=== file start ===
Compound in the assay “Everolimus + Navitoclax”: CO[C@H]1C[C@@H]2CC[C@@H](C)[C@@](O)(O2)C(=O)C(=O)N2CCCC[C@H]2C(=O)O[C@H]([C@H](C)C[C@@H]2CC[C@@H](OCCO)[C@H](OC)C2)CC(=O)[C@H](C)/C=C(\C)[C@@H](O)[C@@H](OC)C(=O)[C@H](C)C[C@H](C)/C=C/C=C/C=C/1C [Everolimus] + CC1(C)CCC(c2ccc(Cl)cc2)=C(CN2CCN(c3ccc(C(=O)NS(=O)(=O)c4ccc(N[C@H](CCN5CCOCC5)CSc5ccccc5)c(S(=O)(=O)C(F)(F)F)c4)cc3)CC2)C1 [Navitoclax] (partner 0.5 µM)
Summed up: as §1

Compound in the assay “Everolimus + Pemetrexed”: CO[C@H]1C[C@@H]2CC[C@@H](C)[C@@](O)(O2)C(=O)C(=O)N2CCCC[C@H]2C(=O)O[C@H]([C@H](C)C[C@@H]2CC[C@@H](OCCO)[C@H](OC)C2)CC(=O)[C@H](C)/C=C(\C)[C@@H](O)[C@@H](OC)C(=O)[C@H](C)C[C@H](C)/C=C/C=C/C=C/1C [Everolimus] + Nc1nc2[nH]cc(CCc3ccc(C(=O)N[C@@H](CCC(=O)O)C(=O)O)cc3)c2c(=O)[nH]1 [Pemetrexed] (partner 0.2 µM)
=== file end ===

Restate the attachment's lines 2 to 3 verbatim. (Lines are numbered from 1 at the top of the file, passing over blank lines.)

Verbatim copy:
Summed up: as §1

Compound in the assay “Everolimus + Pemetrexed”: CO[C@H]1C[C@@H]2CC[C@@H](C)[C@@](O)(O2)C(=O)C(=O)N2CCCC[C@H]2C(=O)O[C@H]([C@H](C)C[C@@H]2CC[C@@H](OCCO)[C@H](OC)C2)CC(=O)[C@H](C)/C=C(\C)[C@@H](O)[C@@H](OC)C(=O)[C@H](C)C[C@H](C)/C=C/C=C/C=C/1C [Everolimus] + Nc1nc2[nH]cc(CCc3ccc(C(=O)N[C@@H](CCC(=O)O)C(=O)O)cc3)c2c(=O)[nH]1 [Pemetrexed] (partner 0.2 µM)